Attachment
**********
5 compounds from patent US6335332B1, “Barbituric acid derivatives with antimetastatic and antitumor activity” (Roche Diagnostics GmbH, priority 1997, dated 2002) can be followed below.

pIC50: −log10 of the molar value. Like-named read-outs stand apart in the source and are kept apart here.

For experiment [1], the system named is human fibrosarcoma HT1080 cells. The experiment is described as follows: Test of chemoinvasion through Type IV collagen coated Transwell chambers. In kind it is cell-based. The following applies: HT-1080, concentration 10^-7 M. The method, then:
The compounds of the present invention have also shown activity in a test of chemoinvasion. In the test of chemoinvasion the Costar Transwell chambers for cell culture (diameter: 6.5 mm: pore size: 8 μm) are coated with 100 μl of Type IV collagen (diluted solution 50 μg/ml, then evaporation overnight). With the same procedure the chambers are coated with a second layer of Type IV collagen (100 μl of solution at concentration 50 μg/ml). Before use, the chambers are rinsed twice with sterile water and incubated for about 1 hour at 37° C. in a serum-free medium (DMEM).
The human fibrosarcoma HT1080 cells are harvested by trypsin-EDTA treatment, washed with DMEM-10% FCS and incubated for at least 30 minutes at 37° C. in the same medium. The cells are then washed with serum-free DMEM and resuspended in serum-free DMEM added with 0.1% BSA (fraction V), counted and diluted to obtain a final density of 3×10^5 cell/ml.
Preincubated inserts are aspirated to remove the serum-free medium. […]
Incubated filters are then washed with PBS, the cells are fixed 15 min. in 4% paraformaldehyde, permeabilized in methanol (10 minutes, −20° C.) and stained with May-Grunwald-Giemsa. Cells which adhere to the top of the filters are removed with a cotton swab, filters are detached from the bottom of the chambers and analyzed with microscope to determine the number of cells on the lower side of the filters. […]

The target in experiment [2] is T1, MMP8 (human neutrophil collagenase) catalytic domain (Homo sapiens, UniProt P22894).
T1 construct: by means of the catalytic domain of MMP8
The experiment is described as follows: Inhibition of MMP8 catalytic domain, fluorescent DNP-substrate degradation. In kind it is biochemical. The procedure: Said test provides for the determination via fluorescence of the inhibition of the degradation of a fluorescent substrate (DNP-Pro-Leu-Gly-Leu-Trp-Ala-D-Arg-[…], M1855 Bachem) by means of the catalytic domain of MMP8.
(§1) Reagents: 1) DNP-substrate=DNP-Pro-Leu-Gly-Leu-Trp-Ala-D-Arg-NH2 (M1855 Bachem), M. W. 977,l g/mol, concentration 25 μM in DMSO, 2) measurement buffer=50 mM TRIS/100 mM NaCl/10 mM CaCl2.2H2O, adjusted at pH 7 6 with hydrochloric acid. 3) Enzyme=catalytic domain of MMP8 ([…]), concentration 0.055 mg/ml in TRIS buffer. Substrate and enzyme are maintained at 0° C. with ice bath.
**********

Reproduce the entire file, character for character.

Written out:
5 compounds from patent US6335332B1, “Barbituric acid derivatives with antimetastatic and antitumor activity” (Roche Diagnostics GmbH, priority 1997, dated 2002) can be followed below.

pIC50: −log10 of the molar value. Like-named read-outs stand apart in the source and are kept apart here.

For experiment [1], the system named is human fibrosarcoma HT1080 cells. The experiment is described as follows: Test of chemoinvasion through Type IV collagen coated Transwell chambers. In kind it is cell-based. The following applies: HT-1080, concentration 10^-7 M. The method, then:
The compounds of the present invention have also shown activity in a test of chemoinvasion. In the test of chemoinvasion the Costar Transwell chambers for cell culture (diameter: 6.5 mm: pore size: 8 μm) are coated with 100 μl of Type IV collagen (diluted solution 50 μg/ml, then evaporation overnight). With the same procedure the chambers are coated with a second layer of Type IV collagen (100 μl of solution at concentration 50 μg/ml). Before use, the chambers are rinsed twice with sterile water and incubated for about 1 hour at 37° C. in a serum-free medium (DMEM).
The human fibrosarcoma HT1080 cells are harvested by trypsin-EDTA treatment, washed with DMEM-10% FCS and incubated for at least 30 minutes at 37° C. in the same medium. The cells are then washed with serum-free DMEM and resuspended in serum-free DMEM added with 0.1% BSA (fraction V), counted and diluted to obtain a final density of 3×10^5 cell/ml.
Preincubated inserts are aspirated to remove the serum-free medium. […]
Incubated filters are then washed with PBS, the cells are fixed 15 min. in 4% paraformaldehyde, permeabilized in methanol (10 minutes, −20° C.) and stained with May-Grunwald-Giemsa. Cells which adhere to the top of the filters are removed with a cotton swab, filters are detached from the bottom of the chambers and analyzed with microscope to determine the number of cells on the lower side of the filters. […]

The target in experiment [2] is T1, MMP8 (human neutrophil collagenase) catalytic domain (Homo sapiens, UniProt P22894).
T1 construct: by means of the catalytic domain of MMP8
The experiment is described as follows: Inhibition of MMP8 catalytic domain, fluorescent DNP-substrate degradation. In kind it is biochemical. The procedure: Said test provides for the determination via fluorescence of the inhibition of the degradation of a fluorescent substrate (DNP-Pro-Leu-Gly-Leu-Trp-Ala-D-Arg-[…], M1855 Bachem) by means of the catalytic domain of MMP8.
(§1) Reagents: 1) DNP-substrate=DNP-Pro-Leu-Gly-Leu-Trp-Ala-D-Arg-NH2 (M1855 Bachem), M. W. 977,l g/mol, concentration 25 μM in DMSO, 2) measurement buffer=50 mM TRIS/100 mM NaCl/10 mM CaCl2.2H2O, adjusted at pH 7 6 with hydrochloric acid. 3) Enzyme=catalytic domain of MMP8 ([…]), concentration 0.055 mg/ml in TRIS buffer. Substrate and enzyme are maintained at 0° C. with ice bath.